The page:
Going by the classification you have listed, it looks like a perfect solution.

          The division of the roles and responsibilities according to your prioritization seems perfectly achievable.

          But don’t you think this should have been done long back?

          But really, in the year 2014, why are these tasks manual human activity, why isn’t it automated with alerts and emails and Solution Manager Alerts feeding into the Incident Management System.

          Honestly speaking, I related to this topic way back in Dec 2012 when I had attended a training in Solution Manager 7.1.

          Solution Manager alerts, Email alerts, Incident messages etc. should supposedly be easy to implement as far as capturing technical/system faults are concerned.

          With each and every new release of NetWeaver from SAP, there are some or the other new additions with regards to Development Perspective(PI Integration, Open UI Integration etc.). But sadly, there have been minimal or no updates with regards to Monitoring since a long time now.

          I have been working with BPM since a long time now and have thoroughly enjoyed my journey so far, as far as developments are concerned. But when it comes to Monitoring Tasks, I admit, it is very painful and tedious.

          It would be really amazing if the roles and responsibilities are divided amongst teams as you have listed. But with that, there comes an added responsibility for SAP to release Training material for each and every group/team as to how they should handle their daily BPM Tasks.

          It is high time SAP automates at least some components of BPM Monitoring if not all.

          Every single word in your above reply seems ‘do-able’.

          And at this stage of the evolution of the BPM as a product, I would state it as a ‘Missing Feature’ instead of an enhancement.

          Customers are paying a lot to use this, people like us are putting a lot of efforts to make things fall in place. Then why not make things easier for all of us?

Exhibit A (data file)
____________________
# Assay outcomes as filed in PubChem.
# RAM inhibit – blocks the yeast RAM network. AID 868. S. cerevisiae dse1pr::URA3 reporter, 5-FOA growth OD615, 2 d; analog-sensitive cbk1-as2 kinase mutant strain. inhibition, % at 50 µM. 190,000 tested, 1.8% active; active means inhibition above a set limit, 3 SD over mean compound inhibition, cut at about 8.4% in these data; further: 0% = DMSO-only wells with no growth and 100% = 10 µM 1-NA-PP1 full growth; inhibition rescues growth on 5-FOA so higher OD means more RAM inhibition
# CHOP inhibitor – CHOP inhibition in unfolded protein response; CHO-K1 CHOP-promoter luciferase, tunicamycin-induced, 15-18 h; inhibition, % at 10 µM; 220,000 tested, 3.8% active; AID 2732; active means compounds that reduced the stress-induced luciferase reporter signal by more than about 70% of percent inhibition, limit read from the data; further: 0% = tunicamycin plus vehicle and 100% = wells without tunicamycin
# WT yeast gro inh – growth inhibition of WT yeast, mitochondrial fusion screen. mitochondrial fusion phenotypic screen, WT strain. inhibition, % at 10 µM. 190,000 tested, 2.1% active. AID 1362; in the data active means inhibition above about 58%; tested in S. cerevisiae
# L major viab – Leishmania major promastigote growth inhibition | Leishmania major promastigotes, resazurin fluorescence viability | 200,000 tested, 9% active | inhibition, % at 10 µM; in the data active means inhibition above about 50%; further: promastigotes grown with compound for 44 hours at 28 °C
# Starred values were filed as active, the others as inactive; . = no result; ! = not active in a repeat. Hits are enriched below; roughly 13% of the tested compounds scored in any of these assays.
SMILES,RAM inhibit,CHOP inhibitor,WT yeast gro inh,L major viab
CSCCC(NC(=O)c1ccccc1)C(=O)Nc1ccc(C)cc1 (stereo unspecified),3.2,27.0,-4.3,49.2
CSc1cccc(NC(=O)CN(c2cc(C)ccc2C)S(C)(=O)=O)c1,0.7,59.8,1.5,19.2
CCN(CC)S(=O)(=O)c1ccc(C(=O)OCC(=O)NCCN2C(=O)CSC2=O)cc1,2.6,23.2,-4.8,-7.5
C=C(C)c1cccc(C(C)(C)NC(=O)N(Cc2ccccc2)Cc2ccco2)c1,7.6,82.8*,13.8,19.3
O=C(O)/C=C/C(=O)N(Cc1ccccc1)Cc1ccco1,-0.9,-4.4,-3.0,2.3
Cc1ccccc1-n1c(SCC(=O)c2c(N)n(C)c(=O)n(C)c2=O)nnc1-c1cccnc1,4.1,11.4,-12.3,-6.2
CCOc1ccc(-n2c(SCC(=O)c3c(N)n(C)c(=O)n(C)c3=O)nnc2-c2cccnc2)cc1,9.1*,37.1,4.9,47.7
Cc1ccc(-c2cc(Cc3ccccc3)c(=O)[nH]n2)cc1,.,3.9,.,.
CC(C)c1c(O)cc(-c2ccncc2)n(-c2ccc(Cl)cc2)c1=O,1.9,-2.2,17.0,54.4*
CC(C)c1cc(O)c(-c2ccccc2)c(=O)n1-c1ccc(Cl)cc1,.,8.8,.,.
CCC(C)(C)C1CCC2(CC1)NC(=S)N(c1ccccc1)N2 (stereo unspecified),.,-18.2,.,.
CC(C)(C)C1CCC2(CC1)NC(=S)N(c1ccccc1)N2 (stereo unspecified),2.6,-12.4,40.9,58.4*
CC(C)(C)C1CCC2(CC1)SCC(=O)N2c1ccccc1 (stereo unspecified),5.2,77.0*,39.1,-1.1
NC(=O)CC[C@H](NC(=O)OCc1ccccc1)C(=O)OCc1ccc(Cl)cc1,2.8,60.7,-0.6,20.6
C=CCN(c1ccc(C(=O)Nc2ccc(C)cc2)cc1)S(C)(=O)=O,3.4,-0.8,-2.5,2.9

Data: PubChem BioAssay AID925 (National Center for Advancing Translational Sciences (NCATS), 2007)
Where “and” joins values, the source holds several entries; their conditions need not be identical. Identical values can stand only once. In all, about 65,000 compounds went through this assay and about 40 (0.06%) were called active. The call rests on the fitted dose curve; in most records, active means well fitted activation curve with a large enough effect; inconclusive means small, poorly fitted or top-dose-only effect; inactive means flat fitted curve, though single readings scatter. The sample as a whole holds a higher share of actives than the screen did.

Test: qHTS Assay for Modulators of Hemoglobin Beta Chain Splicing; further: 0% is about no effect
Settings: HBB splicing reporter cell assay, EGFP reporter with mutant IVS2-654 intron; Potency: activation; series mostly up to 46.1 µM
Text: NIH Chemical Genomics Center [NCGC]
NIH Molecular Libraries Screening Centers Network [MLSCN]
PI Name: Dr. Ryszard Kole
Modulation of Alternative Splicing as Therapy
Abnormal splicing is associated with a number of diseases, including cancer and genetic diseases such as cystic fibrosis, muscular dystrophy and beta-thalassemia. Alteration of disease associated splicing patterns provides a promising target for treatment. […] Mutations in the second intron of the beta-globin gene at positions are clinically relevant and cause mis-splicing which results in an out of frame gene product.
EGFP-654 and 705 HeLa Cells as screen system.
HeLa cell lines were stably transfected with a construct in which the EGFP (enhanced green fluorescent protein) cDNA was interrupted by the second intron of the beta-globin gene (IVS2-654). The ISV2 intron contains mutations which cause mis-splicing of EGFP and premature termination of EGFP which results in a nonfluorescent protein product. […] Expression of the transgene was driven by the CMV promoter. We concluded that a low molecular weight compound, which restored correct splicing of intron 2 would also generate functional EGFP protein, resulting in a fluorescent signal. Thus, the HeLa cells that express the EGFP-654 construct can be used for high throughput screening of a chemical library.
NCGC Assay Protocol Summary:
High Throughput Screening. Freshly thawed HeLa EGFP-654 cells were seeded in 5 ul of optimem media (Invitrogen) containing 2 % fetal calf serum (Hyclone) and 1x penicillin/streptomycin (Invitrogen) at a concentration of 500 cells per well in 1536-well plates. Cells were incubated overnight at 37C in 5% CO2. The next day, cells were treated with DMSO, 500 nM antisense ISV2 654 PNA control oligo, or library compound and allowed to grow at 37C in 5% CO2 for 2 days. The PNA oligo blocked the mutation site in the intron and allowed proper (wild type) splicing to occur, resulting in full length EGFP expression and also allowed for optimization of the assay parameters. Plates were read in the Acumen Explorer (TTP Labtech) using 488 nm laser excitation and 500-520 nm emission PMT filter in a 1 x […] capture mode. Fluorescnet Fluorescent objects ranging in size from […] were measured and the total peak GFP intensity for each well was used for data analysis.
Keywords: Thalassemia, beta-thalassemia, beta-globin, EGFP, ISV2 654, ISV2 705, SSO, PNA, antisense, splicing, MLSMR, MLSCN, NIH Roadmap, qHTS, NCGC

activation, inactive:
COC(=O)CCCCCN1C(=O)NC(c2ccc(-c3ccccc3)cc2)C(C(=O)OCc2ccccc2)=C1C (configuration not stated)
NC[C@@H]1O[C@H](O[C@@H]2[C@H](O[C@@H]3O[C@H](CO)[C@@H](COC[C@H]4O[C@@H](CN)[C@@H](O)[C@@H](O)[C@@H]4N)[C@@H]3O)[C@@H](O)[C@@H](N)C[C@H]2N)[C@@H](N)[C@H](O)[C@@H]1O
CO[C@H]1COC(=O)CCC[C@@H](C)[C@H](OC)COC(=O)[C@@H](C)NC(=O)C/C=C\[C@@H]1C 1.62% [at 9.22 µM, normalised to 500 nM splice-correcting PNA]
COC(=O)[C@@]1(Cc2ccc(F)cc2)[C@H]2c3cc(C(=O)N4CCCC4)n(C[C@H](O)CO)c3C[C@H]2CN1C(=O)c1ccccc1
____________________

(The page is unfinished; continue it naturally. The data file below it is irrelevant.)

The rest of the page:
And yes, I follow the exact same document since a very long time to Archive my old BPM processes and tasks. Thanks for reminding me it’s time for my monthly archives. 😉

          It would be really awesome if you/someone from your team could write a blog with regards to the classification and distribution of roles and responsibilities you have listed above. Don’t forget to send me a link.

          Regards,

          Sid.

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  2. Andy Silvey

    Hi Sid,

    agreed on all points, let’s hope SAP are listening.

    From the Basis perspective BPM is incredibly complicated we have amongst other things, configurations for:

    Entry from Portal to CE (FPN)

    CE integration with MDM, including Change Tracker

    CE Integration with BI – UDConnect

    CE integration with ECC – including Web Services

    CE integration with PI and including using PI as the Services Registry

    CE configurations for, amongst other things, javamail, Provider Systems, BPM configs

    NWDI infrastructure setup and integration with CE and CTS+

    Supporting the Developers working in NWDI

    MDM administration

    There are so many vulnerable pieces in the BPM puzzle, it would be a great help if monitoring could be integrated with SolMan.

    In the meantime we make do with configuring our own custom SolMan monitoring of the CE Default Traces searching for key words and generating alerts.

    Best regards,

    Andy.

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    1. Siddhant Bhatankar Post author

      Hi Andy,

      I totally agree on all points. SAP needs to pay heed in all the areas you have mentioned above to assemble the vulnerable pieces of the BPM Puzzle. 🙂

      Waiting for some good updates in the coming updates and releases. Life can be so much easier with all your suggestions implemented.

      In the mean time, patience is the key, I believe.

      Regards,

      Sid

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  3. Eng Swee Yeoh

    Great article, Sid. This came in really handy as I move from ccBPM in a dual-stack PI system to NW BPM on PO – definitely helped me to familiarise with all the different buttons, tabs, etc to track down those BPM errors!